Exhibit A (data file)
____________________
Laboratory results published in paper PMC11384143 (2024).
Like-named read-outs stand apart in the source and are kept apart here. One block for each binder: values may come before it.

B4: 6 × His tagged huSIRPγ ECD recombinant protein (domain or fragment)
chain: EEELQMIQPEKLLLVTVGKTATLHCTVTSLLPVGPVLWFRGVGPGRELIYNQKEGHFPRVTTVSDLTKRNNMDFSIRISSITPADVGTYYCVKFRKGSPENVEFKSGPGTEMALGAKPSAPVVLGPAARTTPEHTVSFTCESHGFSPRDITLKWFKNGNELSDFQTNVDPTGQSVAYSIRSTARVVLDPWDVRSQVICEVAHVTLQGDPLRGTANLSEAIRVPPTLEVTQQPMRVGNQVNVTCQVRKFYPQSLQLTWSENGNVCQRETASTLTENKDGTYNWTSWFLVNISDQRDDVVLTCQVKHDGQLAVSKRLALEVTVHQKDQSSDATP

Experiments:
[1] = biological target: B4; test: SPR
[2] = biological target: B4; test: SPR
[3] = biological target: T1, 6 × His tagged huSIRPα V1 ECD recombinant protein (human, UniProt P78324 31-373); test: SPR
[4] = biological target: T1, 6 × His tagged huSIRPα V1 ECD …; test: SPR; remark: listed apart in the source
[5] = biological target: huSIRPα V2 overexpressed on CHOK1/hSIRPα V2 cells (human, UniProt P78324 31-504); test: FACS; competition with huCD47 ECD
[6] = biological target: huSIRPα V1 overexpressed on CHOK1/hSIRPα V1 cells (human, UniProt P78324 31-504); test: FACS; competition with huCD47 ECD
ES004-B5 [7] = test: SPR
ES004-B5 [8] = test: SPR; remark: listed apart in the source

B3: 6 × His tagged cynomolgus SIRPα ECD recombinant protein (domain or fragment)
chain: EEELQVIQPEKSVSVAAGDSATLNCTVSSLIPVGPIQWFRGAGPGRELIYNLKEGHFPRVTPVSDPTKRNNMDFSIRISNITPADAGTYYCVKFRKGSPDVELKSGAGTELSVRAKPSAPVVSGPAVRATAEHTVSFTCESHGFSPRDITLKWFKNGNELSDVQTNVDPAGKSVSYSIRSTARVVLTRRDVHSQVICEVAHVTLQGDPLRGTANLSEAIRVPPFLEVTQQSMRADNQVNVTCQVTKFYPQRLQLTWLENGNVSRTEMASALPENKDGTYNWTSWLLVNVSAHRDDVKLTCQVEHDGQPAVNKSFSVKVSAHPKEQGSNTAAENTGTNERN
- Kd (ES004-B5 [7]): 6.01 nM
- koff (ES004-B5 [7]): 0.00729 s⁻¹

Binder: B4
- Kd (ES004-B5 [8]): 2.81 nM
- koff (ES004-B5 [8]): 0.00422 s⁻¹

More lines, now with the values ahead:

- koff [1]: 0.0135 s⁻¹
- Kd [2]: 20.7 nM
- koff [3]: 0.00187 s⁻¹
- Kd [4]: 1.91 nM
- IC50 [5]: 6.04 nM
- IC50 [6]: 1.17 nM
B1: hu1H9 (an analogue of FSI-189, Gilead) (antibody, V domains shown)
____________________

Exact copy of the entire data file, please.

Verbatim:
Laboratory results published in paper PMC11384143 (2024).
Like-named read-outs stand apart in the source and are kept apart here. One block for each binder: values may come before it.

B4: 6 × His tagged huSIRPγ ECD recombinant protein (domain or fragment)
chain: EEELQMIQPEKLLLVTVGKTATLHCTVTSLLPVGPVLWFRGVGPGRELIYNQKEGHFPRVTTVSDLTKRNNMDFSIRISSITPADVGTYYCVKFRKGSPENVEFKSGPGTEMALGAKPSAPVVLGPAARTTPEHTVSFTCESHGFSPRDITLKWFKNGNELSDFQTNVDPTGQSVAYSIRSTARVVLDPWDVRSQVICEVAHVTLQGDPLRGTANLSEAIRVPPTLEVTQQPMRVGNQVNVTCQVRKFYPQSLQLTWSENGNVCQRETASTLTENKDGTYNWTSWFLVNISDQRDDVVLTCQVKHDGQLAVSKRLALEVTVHQKDQSSDATP

Experiments:
[1] = biological target: B4; test: SPR
[2] = biological target: B4; test: SPR
[3] = biological target: T1, 6 × His tagged huSIRPα V1 ECD recombinant protein (human, UniProt P78324 31-373); test: SPR
[4] = biological target: T1, 6 × His tagged huSIRPα V1 ECD …; test: SPR; remark: listed apart in the source
[5] = biological target: huSIRPα V2 overexpressed on CHOK1/hSIRPα V2 cells (human, UniProt P78324 31-504); test: FACS; competition with huCD47 ECD
[6] = biological target: huSIRPα V1 overexpressed on CHOK1/hSIRPα V1 cells (human, UniProt P78324 31-504); test: FACS; competition with huCD47 ECD
ES004-B5 [7] = test: SPR
ES004-B5 [8] = test: SPR; remark: listed apart in the source

B3: 6 × His tagged cynomolgus SIRPα ECD recombinant protein (domain or fragment)
chain: EEELQVIQPEKSVSVAAGDSATLNCTVSSLIPVGPIQWFRGAGPGRELIYNLKEGHFPRVTPVSDPTKRNNMDFSIRISNITPADAGTYYCVKFRKGSPDVELKSGAGTELSVRAKPSAPVVSGPAVRATAEHTVSFTCESHGFSPRDITLKWFKNGNELSDVQTNVDPAGKSVSYSIRSTARVVLTRRDVHSQVICEVAHVTLQGDPLRGTANLSEAIRVPPFLEVTQQSMRADNQVNVTCQVTKFYPQRLQLTWLENGNVSRTEMASALPENKDGTYNWTSWLLVNVSAHRDDVKLTCQVEHDGQPAVNKSFSVKVSAHPKEQGSNTAAENTGTNERN
- Kd (ES004-B5 [7]): 6.01 nM
- koff (ES004-B5 [7]): 0.00729 s⁻¹

Binder: B4
- Kd (ES004-B5 [8]): 2.81 nM
- koff (ES004-B5 [8]): 0.00422 s⁻¹

More lines, now with the values ahead:

- koff [1]: 0.0135 s⁻¹
- Kd [2]: 20.7 nM
- koff [3]: 0.00187 s⁻¹
- Kd [4]: 1.91 nM
- IC50 [5]: 6.04 nM
- IC50 [6]: 1.17 nM
B1: hu1H9 (an analogue of FSI-189, Gilead) (antibody, V domains shown)